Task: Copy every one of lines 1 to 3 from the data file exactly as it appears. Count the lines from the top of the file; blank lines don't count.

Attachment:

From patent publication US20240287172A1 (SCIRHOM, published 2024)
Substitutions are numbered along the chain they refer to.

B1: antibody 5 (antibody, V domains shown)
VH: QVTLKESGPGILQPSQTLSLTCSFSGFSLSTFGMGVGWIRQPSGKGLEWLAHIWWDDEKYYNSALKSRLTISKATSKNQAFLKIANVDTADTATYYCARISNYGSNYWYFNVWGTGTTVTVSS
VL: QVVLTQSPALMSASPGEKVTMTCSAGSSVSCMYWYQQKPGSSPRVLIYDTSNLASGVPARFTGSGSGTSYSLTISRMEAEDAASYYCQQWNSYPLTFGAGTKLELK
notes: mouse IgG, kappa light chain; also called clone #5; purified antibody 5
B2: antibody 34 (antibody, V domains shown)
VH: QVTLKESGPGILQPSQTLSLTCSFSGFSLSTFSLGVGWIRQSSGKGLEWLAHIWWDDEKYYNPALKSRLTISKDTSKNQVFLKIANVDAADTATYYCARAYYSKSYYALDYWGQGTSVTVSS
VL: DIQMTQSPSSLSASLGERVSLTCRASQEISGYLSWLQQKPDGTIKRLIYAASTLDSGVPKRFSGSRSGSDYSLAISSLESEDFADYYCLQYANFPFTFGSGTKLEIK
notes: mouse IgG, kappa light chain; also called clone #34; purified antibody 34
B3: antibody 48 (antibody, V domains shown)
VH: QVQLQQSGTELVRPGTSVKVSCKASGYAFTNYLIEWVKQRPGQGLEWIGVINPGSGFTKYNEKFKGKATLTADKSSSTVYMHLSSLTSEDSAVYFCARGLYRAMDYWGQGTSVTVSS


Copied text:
From patent publication US20240287172A1 (SCIRHOM, published 2024)
Substitutions are numbered along the chain they refer to.

B1: antibody 5 (antibody, V domains shown)